A fire that killed eight racing horses early Saturday morning was deemed accidental.
Crews arrived at the Richland County Fair Grounds shortly after 2:30 a.m. to find a barn fully engulfed.
Eight racing horses were inside at the time of the fire but none of them survived. The barn was one of four on the grounds of the Richland County Fair. None of the other barns were affected by the fire.
Mansfield Fire Department Capt. Doug Bruce said that the flames were so intense, it was nearly impossible to save the animals.
“The heat from it is so intense, you can’t get that close to it,” Bruce said.
Owner Charlie Cochran said that the horses were like his children.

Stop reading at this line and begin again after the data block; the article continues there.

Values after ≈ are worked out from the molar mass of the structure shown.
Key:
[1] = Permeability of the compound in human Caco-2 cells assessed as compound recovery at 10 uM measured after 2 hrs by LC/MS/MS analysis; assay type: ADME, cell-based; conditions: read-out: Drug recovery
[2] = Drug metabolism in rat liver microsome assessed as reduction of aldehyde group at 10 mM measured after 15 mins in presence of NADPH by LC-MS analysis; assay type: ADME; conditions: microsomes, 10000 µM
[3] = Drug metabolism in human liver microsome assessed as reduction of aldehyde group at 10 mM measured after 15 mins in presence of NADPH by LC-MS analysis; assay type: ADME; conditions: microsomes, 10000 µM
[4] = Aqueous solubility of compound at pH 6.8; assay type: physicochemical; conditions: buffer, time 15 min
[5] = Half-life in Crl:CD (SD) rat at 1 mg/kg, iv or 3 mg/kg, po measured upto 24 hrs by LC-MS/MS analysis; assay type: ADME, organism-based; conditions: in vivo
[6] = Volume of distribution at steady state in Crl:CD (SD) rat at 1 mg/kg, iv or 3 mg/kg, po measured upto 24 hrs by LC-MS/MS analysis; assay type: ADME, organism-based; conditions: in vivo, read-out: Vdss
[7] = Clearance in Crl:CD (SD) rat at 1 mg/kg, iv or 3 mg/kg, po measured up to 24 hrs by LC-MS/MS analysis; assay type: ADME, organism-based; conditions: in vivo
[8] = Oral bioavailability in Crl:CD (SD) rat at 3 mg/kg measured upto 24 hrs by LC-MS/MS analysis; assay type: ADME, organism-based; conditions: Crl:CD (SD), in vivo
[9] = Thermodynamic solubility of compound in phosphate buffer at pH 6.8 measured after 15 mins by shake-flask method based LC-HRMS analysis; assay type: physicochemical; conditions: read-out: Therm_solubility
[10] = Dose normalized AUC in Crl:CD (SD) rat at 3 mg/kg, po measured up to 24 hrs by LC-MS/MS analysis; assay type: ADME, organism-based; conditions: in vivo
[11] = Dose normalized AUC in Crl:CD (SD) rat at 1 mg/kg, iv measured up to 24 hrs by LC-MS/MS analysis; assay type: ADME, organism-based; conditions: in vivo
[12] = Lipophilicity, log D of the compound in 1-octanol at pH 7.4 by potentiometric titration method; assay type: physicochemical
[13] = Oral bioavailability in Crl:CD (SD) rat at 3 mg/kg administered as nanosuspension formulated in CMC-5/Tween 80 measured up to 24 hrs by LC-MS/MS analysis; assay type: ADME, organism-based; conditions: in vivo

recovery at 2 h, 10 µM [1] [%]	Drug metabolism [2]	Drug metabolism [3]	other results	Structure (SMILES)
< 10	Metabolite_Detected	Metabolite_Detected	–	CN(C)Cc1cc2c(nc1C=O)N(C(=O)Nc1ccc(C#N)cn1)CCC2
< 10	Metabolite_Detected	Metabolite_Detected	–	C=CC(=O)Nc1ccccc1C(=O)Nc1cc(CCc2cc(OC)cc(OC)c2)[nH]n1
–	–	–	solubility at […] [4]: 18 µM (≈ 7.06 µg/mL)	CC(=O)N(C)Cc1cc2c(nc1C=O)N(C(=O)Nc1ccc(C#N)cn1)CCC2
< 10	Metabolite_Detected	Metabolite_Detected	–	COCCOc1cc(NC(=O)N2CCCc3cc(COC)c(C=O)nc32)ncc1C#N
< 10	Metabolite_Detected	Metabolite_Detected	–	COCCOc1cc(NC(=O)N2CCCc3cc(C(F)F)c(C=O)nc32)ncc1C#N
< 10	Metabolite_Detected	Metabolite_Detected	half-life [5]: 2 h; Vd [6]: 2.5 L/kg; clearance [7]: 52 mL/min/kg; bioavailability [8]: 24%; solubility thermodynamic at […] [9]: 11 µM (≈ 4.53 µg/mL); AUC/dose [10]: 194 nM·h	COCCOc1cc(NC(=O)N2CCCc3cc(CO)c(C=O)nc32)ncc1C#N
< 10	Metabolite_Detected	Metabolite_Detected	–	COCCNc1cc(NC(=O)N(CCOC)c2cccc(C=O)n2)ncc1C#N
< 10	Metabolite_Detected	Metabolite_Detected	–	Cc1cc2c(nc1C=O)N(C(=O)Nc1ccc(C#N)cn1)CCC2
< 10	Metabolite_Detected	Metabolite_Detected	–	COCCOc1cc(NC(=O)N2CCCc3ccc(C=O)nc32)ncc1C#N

“I took off running down there, and the police officer stopped me, and I said, ‘Those are my horses in there. I have to get them out of the barn.’ He said, ‘It’s too late for that,’ and I pushed the officer away.”
Cochran said that it was a miracle that other horses in the other barns were not injured.
“There’re probably 15 to 18 other horses in the other three barns, and they concentrated on making sure the fire didn’t reach them,” Cochran said. “That’s really great. I’m glad nobody else had to go through what I had to go through.”
Cochran said that the support from the community has been tremendous, and he plans on continuing his racing career.
“We gave them the proper burial they deserved,” Cochran said. “They were great horses. All of them were. Five of them were really tough, great racers, so it was devastating.”
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